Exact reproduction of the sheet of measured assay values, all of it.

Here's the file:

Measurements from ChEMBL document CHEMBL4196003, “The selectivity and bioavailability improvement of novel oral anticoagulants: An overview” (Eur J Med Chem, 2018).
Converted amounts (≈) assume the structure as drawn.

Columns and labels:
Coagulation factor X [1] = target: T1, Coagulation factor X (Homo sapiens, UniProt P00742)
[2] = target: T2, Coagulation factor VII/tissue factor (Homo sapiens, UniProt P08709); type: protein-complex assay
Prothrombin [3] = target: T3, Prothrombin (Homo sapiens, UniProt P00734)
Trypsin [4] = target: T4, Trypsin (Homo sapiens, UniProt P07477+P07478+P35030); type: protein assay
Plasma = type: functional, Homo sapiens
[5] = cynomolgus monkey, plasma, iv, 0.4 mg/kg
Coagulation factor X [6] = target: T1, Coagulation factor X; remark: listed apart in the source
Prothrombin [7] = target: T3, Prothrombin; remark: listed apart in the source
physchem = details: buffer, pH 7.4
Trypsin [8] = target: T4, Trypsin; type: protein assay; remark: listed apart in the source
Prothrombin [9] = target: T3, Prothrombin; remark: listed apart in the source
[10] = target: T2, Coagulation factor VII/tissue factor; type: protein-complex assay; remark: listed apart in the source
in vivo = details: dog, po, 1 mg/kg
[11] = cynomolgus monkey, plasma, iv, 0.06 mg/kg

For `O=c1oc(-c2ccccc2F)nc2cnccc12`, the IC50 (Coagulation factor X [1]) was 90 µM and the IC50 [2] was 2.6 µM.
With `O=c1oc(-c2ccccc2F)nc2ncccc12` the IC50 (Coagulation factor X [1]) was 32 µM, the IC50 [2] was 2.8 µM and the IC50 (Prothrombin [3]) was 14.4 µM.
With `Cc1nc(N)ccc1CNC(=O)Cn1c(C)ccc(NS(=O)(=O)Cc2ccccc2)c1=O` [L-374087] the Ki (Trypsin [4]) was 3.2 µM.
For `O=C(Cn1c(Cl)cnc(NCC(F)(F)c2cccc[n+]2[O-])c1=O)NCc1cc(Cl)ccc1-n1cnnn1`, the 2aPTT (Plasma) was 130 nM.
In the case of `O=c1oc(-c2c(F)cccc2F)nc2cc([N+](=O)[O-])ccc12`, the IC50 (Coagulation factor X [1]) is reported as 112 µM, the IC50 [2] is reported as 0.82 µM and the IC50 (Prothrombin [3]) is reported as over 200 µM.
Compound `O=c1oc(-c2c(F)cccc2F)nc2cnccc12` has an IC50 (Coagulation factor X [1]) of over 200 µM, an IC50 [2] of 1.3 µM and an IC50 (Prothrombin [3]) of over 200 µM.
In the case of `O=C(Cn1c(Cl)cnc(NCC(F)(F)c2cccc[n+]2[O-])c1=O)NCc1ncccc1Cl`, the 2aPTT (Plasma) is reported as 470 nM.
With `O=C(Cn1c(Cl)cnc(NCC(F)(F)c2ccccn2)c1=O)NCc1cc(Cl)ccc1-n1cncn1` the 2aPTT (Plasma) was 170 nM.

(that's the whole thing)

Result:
Measurements from ChEMBL document CHEMBL4196003, “The selectivity and bioavailability improvement of novel oral anticoagulants: An overview” (Eur J Med Chem, 2018).
Converted amounts (≈) assume the structure as drawn.

Columns and labels:
Coagulation factor X [1] = target: T1, Coagulation factor X (Homo sapiens, UniProt P00742)
[2] = target: T2, Coagulation factor VII/tissue factor (Homo sapiens, UniProt P08709); type: protein-complex assay
Prothrombin [3] = target: T3, Prothrombin (Homo sapiens, UniProt P00734)
Trypsin [4] = target: T4, Trypsin (Homo sapiens, UniProt P07477+P07478+P35030); type: protein assay
Plasma = type: functional, Homo sapiens
[5] = cynomolgus monkey, plasma, iv, 0.4 mg/kg
Coagulation factor X [6] = target: T1, Coagulation factor X; remark: listed apart in the source
Prothrombin [7] = target: T3, Prothrombin; remark: listed apart in the source
physchem = details: buffer, pH 7.4
Trypsin [8] = target: T4, Trypsin; type: protein assay; remark: listed apart in the source
Prothrombin [9] = target: T3, Prothrombin; remark: listed apart in the source
[10] = target: T2, Coagulation factor VII/tissue factor; type: protein-complex assay; remark: listed apart in the source
in vivo = details: dog, po, 1 mg/kg
[11] = cynomolgus monkey, plasma, iv, 0.06 mg/kg

For `O=c1oc(-c2ccccc2F)nc2cnccc12`, the IC50 (Coagulation factor X [1]) was 90 µM and the IC50 [2] was 2.6 µM.
With `O=c1oc(-c2ccccc2F)nc2ncccc12` the IC50 (Coagulation factor X [1]) was 32 µM, the IC50 [2] was 2.8 µM and the IC50 (Prothrombin [3]) was 14.4 µM.
With `Cc1nc(N)ccc1CNC(=O)Cn1c(C)ccc(NS(=O)(=O)Cc2ccccc2)c1=O` [L-374087] the Ki (Trypsin [4]) was 3.2 µM.
For `O=C(Cn1c(Cl)cnc(NCC(F)(F)c2cccc[n+]2[O-])c1=O)NCc1cc(Cl)ccc1-n1cnnn1`, the 2aPTT (Plasma) was 130 nM.
In the case of `O=c1oc(-c2c(F)cccc2F)nc2cc([N+](=O)[O-])ccc12`, the IC50 (Coagulation factor X [1]) is reported as 112 µM, the IC50 [2] is reported as 0.82 µM and the IC50 (Prothrombin [3]) is reported as over 200 µM.
Compound `O=c1oc(-c2c(F)cccc2F)nc2cnccc12` has an IC50 (Coagulation factor X [1]) of over 200 µM, an IC50 [2] of 1.3 µM and an IC50 (Prothrombin [3]) of over 200 µM.
In the case of `O=C(Cn1c(Cl)cnc(NCC(F)(F)c2cccc[n+]2[O-])c1=O)NCc1ncccc1Cl`, the 2aPTT (Plasma) is reported as 470 nM.
With `O=C(Cn1c(Cl)cnc(NCC(F)(F)c2ccccn2)c1=O)NCc1cc(Cl)ccc1-n1cncn1` the 2aPTT (Plasma) was 170 nM.